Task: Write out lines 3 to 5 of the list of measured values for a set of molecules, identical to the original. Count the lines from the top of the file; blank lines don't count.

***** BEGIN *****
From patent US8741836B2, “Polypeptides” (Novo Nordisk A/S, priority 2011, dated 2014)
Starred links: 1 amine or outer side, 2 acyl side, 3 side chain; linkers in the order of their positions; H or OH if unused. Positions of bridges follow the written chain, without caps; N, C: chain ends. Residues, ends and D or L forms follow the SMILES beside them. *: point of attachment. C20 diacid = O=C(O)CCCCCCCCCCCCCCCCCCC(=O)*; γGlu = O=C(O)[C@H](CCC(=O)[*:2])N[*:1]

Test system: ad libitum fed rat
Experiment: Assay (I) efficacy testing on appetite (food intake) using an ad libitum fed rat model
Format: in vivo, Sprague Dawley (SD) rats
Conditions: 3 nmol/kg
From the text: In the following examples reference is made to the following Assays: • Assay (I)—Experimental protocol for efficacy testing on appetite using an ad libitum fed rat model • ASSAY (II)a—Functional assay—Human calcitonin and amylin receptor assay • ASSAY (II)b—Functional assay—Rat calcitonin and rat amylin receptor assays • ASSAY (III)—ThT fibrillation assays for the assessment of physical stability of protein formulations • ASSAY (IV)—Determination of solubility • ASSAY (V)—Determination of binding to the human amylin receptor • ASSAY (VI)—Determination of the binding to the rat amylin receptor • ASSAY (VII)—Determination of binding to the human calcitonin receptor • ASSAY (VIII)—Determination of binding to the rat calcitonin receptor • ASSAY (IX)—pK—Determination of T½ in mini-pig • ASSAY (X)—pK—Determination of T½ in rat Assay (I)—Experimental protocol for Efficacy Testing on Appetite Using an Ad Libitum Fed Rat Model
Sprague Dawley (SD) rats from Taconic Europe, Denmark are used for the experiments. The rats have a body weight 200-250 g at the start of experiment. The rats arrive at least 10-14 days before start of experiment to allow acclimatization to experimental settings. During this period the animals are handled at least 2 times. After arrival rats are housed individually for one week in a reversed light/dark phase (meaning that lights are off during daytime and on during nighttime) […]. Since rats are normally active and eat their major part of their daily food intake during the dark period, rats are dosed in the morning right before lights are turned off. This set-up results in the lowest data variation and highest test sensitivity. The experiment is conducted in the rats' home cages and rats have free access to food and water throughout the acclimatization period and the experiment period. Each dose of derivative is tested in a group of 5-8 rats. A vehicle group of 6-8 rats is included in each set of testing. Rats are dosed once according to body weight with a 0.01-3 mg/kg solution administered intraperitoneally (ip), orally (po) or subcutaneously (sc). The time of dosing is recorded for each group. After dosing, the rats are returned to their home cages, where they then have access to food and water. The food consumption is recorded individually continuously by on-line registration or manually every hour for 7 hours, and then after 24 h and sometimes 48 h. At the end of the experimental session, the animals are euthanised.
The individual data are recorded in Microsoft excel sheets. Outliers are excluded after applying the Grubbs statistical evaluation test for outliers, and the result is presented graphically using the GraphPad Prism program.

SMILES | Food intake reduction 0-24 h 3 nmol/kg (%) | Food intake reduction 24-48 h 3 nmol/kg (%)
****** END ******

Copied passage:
Test system: ad libitum fed rat
Experiment: Assay (I) efficacy testing on appetite (food intake) using an ad libitum fed rat model
Format: in vivo, Sprague Dawley (SD) rats